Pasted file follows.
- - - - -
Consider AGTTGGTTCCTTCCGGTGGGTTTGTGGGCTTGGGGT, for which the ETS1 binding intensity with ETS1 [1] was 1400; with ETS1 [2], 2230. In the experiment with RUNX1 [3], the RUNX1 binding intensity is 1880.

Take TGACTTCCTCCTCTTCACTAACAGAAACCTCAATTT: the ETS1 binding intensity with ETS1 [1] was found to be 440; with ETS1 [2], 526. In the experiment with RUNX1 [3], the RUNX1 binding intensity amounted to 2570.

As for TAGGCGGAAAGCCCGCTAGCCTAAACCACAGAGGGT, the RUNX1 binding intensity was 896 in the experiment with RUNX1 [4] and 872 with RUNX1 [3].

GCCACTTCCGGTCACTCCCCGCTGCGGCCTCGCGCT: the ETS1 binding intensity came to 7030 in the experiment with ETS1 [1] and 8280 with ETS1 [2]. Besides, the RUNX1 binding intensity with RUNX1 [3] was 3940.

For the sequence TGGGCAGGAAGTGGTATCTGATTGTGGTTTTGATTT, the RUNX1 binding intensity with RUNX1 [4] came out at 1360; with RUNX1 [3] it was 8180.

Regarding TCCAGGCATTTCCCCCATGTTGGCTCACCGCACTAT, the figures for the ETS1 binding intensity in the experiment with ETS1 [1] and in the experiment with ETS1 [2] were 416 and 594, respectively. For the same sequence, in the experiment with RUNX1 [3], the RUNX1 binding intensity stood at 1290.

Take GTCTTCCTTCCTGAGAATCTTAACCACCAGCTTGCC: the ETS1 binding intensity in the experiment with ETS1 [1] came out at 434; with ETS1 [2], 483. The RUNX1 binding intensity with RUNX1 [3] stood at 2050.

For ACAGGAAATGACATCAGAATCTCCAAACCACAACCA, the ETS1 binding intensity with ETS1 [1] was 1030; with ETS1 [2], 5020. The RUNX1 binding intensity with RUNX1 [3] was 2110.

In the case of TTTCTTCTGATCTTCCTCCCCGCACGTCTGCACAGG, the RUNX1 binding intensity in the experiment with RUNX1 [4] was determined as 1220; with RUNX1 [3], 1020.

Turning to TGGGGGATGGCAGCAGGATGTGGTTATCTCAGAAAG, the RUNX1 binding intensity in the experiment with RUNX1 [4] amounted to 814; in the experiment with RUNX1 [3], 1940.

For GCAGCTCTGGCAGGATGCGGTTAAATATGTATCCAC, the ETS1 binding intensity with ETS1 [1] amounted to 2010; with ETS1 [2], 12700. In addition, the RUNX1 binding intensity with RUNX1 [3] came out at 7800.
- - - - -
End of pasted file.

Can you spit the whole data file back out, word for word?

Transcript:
Consider AGTTGGTTCCTTCCGGTGGGTTTGTGGGCTTGGGGT, for which the ETS1 binding intensity with ETS1 [1] was 1400; with ETS1 [2], 2230. In the experiment with RUNX1 [3], the RUNX1 binding intensity is 1880.

Take TGACTTCCTCCTCTTCACTAACAGAAACCTCAATTT: the ETS1 binding intensity with ETS1 [1] was found to be 440; with ETS1 [2], 526. In the experiment with RUNX1 [3], the RUNX1 binding intensity amounted to 2570.

As for TAGGCGGAAAGCCCGCTAGCCTAAACCACAGAGGGT, the RUNX1 binding intensity was 896 in the experiment with RUNX1 [4] and 872 with RUNX1 [3].

GCCACTTCCGGTCACTCCCCGCTGCGGCCTCGCGCT: the ETS1 binding intensity came to 7030 in the experiment with ETS1 [1] and 8280 with ETS1 [2]. Besides, the RUNX1 binding intensity with RUNX1 [3] was 3940.

For the sequence TGGGCAGGAAGTGGTATCTGATTGTGGTTTTGATTT, the RUNX1 binding intensity with RUNX1 [4] came out at 1360; with RUNX1 [3] it was 8180.

Regarding TCCAGGCATTTCCCCCATGTTGGCTCACCGCACTAT, the figures for the ETS1 binding intensity in the experiment with ETS1 [1] and in the experiment with ETS1 [2] were 416 and 594, respectively. For the same sequence, in the experiment with RUNX1 [3], the RUNX1 binding intensity stood at 1290.

Take GTCTTCCTTCCTGAGAATCTTAACCACCAGCTTGCC: the ETS1 binding intensity in the experiment with ETS1 [1] came out at 434; with ETS1 [2], 483. The RUNX1 binding intensity with RUNX1 [3] stood at 2050.

For ACAGGAAATGACATCAGAATCTCCAAACCACAACCA, the ETS1 binding intensity with ETS1 [1] was 1030; with ETS1 [2], 5020. The RUNX1 binding intensity with RUNX1 [3] was 2110.

In the case of TTTCTTCTGATCTTCCTCCCCGCACGTCTGCACAGG, the RUNX1 binding intensity in the experiment with RUNX1 [4] was determined as 1220; with RUNX1 [3], 1020.

Turning to TGGGGGATGGCAGCAGGATGTGGTTATCTCAGAAAG, the RUNX1 binding intensity in the experiment with RUNX1 [4] amounted to 814; in the experiment with RUNX1 [3], 1940.

For GCAGCTCTGGCAGGATGCGGTTAAATATGTATCCAC, the ETS1 binding intensity with ETS1 [1] amounted to 2010; with ETS1 [2], 12700. In addition, the RUNX1 binding intensity with RUNX1 [3] came out at 7800.